Why you should visit Aberdare National Park in Kenya

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Regarded as one of Kenya’s top parks to visit for both first-time and avid safari-goers, the Aberdare National Park is a fairly small national park located in Kenya’s cool central highlands along the Great Rift Valley. Aberdare National Park boasts two unique landscapes; a moorland plateau and areas of dense rainforest and lush mountainous regions of valleys, rivers, waterfalls, and forests.

The Aberdare National Park offers a totally different safari experience to the better-known, open savannah parks of Kenya. When you visit the Aberdare on safari, you’ll not only enjoy unique and spectacular scenery, you’ll also experience excellent game viewing.

The Aberdare National Park is well located and easy to get to, making it a great addition to your Kenyan safari itinerary.

With so much to see, do, explore, and experience, here are some of the top reasons why you should visit Aberdare National Park in Kenya.

Highlights of visiting Aberdare National Park in Kenya

  • Home to the Big 5
  • Has the second largest black rhino population
  • In Kenya’s Central Highlands, it has a unique range of moors and tropical forests
  • Much cooler and more pleasant climate than many of the other parks
  • Chance to see rare forest animals like the bongo antelope, Colobus monkey, black leopard
  • Photographic hides close to salt licks and waterholes get you close to big game
  • Year-round safari destination with excellent game viewing

Abundant Wildlife & Rare Game

Why you should visit Aberdare National Park in Kenya

Naturally, wildlife viewing is one of the primary reasons to plan an African safari adventure. Aberdare National Park boasts a vast diversity and robust population of wildlife. Avid wildlife enthusiasts will have the pleasure of seeing every member of the renowned African Big 5, elephants, lion, leopard, buffalo, and rhino in their natural habitat, with sightings of elephant and buffalo almost guaranteed. Aberdare National Park also has the second largest black rhino population.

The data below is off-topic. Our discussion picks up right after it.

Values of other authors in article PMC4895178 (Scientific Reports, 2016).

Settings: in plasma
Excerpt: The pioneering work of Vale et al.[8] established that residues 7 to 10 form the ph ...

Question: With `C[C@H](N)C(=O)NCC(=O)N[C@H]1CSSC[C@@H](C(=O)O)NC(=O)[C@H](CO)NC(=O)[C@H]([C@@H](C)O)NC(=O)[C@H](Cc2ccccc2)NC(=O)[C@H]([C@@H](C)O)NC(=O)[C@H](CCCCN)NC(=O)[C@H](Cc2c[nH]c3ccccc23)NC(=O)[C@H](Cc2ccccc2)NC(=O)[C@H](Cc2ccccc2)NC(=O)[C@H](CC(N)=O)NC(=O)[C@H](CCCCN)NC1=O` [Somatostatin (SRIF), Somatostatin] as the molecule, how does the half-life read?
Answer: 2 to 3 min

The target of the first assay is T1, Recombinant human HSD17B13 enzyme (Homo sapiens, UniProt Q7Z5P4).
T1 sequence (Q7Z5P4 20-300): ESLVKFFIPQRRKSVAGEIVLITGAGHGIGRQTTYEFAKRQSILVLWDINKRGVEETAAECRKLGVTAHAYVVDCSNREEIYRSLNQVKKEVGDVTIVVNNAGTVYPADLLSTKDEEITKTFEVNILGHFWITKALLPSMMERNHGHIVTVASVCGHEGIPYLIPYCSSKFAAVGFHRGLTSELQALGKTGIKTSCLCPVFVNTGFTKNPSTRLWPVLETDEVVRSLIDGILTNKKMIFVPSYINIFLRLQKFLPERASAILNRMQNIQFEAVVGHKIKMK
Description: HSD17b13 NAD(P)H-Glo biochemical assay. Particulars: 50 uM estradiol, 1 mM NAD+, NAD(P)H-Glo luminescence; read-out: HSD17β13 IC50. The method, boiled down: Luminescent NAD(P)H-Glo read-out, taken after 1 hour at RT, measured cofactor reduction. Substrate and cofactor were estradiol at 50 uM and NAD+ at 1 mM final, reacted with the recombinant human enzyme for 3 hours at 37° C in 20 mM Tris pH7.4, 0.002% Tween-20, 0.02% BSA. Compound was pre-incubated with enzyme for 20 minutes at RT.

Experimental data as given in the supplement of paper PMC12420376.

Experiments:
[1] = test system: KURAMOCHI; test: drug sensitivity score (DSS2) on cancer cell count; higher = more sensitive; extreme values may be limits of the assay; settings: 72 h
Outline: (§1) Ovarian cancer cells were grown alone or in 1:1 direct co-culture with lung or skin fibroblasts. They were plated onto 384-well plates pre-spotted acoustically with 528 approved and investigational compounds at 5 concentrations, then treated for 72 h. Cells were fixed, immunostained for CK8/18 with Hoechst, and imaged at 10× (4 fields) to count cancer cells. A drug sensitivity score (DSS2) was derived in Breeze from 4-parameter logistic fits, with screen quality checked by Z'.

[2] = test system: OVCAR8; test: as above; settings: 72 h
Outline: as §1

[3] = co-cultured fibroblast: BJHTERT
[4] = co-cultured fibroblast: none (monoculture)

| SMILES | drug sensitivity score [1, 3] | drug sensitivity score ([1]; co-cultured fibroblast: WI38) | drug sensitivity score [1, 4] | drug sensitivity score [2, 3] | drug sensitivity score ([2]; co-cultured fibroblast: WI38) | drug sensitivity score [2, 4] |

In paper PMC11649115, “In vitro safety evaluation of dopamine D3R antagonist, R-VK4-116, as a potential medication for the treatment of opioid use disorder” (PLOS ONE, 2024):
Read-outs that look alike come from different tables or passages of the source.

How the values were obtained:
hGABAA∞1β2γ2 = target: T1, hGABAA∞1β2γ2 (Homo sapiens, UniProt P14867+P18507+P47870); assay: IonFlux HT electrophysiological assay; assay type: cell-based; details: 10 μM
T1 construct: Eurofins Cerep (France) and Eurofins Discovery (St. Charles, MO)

In addition to the Big 5, Aberdare National Park is home to a distinct variety of remarkable and extremely rare wildlife species and forest-dwelling game. Some of the rare species you may be lucky enough to see include, the black serval, the black leopard, the black-and-white Colobus monkey, skyes monkey, golden cat, giant forest hog, the nocturnal greater galago, Harvey’s red duiker, and the eastern bongo, the country’s most elusive antelope that lives in the bamboo forests.

If you time your trip to Kenya’s Aberdare National Park to coincide with the dry season, you’ll be able to witness the bountiful abundance of wildlife congregating at the waterholes, as well as the rare black leopard and black rhinos if you’re lucky.

Exceptional Bird Watching

Why you should visit Aberdare National Park in Kenya

Undoubtedly one of the top reasons why you should visit Aberdare National Park in Kenya is its prolific birdlife and bird watching opportunities. The moorlands and forests of Aberdare National Park are home to over 290 species of birds. Some of the less common bird species avid birders can look forward to spotting at Aberdare include, the rare scarlet-tufted malachite sunbird, Hartlaub’s turaco, Red necked Spurfowls, and the Aberdare cisticola, which is entirely endemic to the region.

Why you should visit Aberdare National Park in Kenya

Two Red necked Spurfowls (Pternistis afer) in the Aberdare Mountains in Kenya

As many of these remarkable bird species can be found at higher altitudes like mountain peaks, be sure to pack some powerful binoculars for a satisfying bird watching experience.

Softer Climate

Why you should visit Aberdare National Park in Kenya

One of the many great things about Aberdare National Park is the fact that it is considered to be more of a year-round safari destination compared to other national parks and reserves in Kenya. This is due to its mountainous area which can experience both mist and rain all year long.

While it is possible to enjoy an exceptional and exciting safari experience at the Aberdare National Park throughout the year, the drier months of January and February and June to September are typically the best times to visit, especially when it comes to game viewing. The dry season is also the perfect time for those looking to explore the park more extensively, such as avid hikers.